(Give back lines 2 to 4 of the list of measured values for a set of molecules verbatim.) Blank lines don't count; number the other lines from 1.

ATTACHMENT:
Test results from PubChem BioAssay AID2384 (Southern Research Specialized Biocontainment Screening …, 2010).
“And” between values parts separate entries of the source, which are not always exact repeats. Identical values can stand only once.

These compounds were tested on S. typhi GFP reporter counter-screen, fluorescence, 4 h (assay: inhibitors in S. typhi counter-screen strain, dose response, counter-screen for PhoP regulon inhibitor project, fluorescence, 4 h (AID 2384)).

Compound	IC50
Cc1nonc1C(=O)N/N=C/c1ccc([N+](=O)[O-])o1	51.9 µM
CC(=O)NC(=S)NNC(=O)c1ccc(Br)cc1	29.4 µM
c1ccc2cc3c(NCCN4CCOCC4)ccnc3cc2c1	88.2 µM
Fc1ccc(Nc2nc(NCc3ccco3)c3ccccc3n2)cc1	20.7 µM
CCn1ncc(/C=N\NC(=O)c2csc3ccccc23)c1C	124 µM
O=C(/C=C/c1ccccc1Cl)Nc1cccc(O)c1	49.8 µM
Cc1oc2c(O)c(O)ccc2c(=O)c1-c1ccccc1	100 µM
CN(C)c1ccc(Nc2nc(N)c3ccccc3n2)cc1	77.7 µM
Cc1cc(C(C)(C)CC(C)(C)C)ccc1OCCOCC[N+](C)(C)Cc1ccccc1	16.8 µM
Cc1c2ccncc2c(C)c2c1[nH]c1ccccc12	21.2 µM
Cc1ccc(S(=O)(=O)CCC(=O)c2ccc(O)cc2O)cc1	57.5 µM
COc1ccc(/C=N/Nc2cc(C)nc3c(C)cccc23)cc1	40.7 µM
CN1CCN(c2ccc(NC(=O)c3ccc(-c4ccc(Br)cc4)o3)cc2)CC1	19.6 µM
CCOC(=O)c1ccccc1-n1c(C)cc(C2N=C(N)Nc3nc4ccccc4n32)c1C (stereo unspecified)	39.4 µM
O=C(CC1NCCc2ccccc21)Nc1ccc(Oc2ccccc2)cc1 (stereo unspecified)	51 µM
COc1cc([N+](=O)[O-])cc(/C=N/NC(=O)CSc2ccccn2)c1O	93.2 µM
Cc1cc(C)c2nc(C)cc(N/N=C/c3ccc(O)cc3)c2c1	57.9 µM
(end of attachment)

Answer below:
“And” between values parts separate entries of the source, which are not always exact repeats. Identical values can stand only once.

These compounds were tested on S. typhi GFP reporter counter-screen, fluorescence, 4 h (assay: inhibitors in S. typhi counter-screen strain, dose response, counter-screen for PhoP regulon inhibitor project, fluorescence, 4 h (AID 2384)).

Compound	IC50